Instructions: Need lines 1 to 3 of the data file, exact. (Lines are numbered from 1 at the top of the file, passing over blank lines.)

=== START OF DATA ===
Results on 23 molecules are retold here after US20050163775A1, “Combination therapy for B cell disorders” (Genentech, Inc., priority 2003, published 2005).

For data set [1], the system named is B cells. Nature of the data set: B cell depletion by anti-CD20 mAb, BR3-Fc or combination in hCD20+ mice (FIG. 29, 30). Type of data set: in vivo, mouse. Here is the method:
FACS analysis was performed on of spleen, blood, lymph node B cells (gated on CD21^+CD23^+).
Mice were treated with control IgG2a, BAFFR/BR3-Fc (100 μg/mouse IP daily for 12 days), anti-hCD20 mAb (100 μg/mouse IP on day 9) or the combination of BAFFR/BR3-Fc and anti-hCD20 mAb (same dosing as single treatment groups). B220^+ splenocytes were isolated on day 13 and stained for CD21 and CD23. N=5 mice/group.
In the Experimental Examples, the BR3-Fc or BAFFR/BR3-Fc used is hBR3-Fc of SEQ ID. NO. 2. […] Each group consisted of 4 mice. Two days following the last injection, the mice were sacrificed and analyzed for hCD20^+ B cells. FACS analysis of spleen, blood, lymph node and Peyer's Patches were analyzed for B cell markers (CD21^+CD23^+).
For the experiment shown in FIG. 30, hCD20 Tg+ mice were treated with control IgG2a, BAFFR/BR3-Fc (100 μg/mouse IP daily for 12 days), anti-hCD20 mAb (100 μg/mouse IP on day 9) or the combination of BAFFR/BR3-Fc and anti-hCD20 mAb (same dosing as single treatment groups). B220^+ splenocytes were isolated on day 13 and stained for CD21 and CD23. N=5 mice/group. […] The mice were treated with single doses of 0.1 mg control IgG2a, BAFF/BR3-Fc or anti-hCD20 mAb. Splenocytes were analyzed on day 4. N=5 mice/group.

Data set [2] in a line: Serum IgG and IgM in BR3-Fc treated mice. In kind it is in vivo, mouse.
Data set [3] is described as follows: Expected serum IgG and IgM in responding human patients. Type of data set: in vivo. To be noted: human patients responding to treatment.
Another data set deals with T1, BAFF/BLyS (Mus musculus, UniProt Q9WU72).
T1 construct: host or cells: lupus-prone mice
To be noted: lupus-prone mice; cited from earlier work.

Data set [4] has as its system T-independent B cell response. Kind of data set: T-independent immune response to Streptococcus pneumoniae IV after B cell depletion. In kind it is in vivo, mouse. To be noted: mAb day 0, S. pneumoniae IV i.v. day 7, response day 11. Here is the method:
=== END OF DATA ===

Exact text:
Results on 23 molecules are retold here after US20050163775A1, “Combination therapy for B cell disorders” (Genentech, Inc., priority 2003, published 2005).

For data set [1], the system named is B cells. Nature of the data set: B cell depletion by anti-CD20 mAb, BR3-Fc or combination in hCD20+ mice (FIG. 29, 30). Type of data set: in vivo, mouse. Here is the method:
FACS analysis was performed on of spleen, blood, lymph node B cells (gated on CD21^+CD23^+).